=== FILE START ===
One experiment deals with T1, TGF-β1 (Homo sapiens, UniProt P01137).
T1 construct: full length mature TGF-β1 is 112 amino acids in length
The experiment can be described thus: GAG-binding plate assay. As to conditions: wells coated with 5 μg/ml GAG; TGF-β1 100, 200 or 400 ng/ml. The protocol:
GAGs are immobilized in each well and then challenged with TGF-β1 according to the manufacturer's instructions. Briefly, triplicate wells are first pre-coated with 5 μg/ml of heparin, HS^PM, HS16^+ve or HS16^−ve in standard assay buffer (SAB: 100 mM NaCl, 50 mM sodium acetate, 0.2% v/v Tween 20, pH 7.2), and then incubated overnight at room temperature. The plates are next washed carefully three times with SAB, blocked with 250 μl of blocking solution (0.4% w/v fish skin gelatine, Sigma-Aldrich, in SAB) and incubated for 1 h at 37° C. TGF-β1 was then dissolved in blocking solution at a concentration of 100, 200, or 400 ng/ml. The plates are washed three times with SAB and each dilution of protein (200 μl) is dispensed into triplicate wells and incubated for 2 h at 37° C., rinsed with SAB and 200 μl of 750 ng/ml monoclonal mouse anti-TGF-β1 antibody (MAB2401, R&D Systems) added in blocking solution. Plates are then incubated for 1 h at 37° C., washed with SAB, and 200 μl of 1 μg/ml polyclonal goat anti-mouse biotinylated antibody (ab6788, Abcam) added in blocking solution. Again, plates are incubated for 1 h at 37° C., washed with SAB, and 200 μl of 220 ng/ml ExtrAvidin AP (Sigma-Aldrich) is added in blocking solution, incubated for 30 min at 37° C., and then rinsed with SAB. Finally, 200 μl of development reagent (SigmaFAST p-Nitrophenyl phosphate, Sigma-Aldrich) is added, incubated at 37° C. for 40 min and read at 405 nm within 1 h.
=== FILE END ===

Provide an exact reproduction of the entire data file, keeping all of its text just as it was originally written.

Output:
One experiment deals with T1, TGF-β1 (Homo sapiens, UniProt P01137).
T1 construct: full length mature TGF-β1 is 112 amino acids in length
The experiment can be described thus: GAG-binding plate assay. As to conditions: wells coated with 5 μg/ml GAG; TGF-β1 100, 200 or 400 ng/ml. The protocol:
GAGs are immobilized in each well and then challenged with TGF-β1 according to the manufacturer's instructions. Briefly, triplicate wells are first pre-coated with 5 μg/ml of heparin, HS^PM, HS16^+ve or HS16^−ve in standard assay buffer (SAB: 100 mM NaCl, 50 mM sodium acetate, 0.2% v/v Tween 20, pH 7.2), and then incubated overnight at room temperature. The plates are next washed carefully three times with SAB, blocked with 250 μl of blocking solution (0.4% w/v fish skin gelatine, Sigma-Aldrich, in SAB) and incubated for 1 h at 37° C. TGF-β1 was then dissolved in blocking solution at a concentration of 100, 200, or 400 ng/ml. The plates are washed three times with SAB and each dilution of protein (200 μl) is dispensed into triplicate wells and incubated for 2 h at 37° C., rinsed with SAB and 200 μl of 750 ng/ml monoclonal mouse anti-TGF-β1 antibody (MAB2401, R&D Systems) added in blocking solution. Plates are then incubated for 1 h at 37° C., washed with SAB, and 200 μl of 1 μg/ml polyclonal goat anti-mouse biotinylated antibody (ab6788, Abcam) added in blocking solution. Again, plates are incubated for 1 h at 37° C., washed with SAB, and 200 μl of 220 ng/ml ExtrAvidin AP (Sigma-Aldrich) is added in blocking solution, incubated for 30 min at 37° C., and then rinsed with SAB. Finally, 200 μl of development reagent (SigmaFAST p-Nitrophenyl phosphate, Sigma-Aldrich) is added, incubated at 37° C. for 40 min and read at 405 nm within 1 h.